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P-192 From silo to collaboration: developing a transition palliative care multi-disciplinary team meeting
  1. Janet Reiss
  1. Compton Care, Wolverhampton, UK


Background Nationally there is a lack of support for young adults with chronic, life-limiting illnesses in transition from paediatric to adult services (Transition Partnership, 2012). Young people may lose contact with health services and their health can deteriorate (Harden, Walsh, Bandler et al., 2012).

Aims NICE Guideline 43 (National Institute for Health and Care Excellence, 2016) challenges adult services to take joint responsibility with children’s services for transition. We wanted to develop local networks to encourage referral of young people with palliative care needs to an adult hospice.

Methods Our referral data 2012–15 showed one transition patient referral, with extrapolation of national figures (Fraser, Miller, Hain et al., 2012) suggesting approximately 15 people (aged 16–19) in the locality with palliative care needs. We contacted local providers of palliative care to children, including children’s community nurses, children’s hospice and transition manager in our clinical commissioning group. We started six-monthly multi-disciplinary team meetings to discuss, with parent/carer consent, all patients aged 14+known to these services who might need adult palliative care, offer joint consultations and encourage referral. We have formal terms of reference for our meetings.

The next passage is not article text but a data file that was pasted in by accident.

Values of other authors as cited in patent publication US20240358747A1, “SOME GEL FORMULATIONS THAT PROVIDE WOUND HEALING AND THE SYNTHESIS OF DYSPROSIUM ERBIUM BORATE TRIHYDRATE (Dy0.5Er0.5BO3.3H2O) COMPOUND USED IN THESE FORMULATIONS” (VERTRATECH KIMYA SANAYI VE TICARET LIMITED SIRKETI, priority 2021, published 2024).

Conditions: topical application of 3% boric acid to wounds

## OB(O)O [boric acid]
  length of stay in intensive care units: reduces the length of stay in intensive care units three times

Results We have had three patients referred to our service in the last year, now supported by our home care team. One attends our day unit. Advance care planning is underway with two patients. Another is waiting for a transplant. Joint home visits are planned with a further two patients. For those who do not want referral yet, we write a standard letter to inform GPs of our service and that we welcome referrals of young adults.

Conclusions With this collaboration, more young people are being referred to our service and receiving continuity of palliative care. More GPs are aware of our transition service. This intervention was straightforward to implement, has had clear benefits to a local transition service, and would be easily replicable elsewhere.

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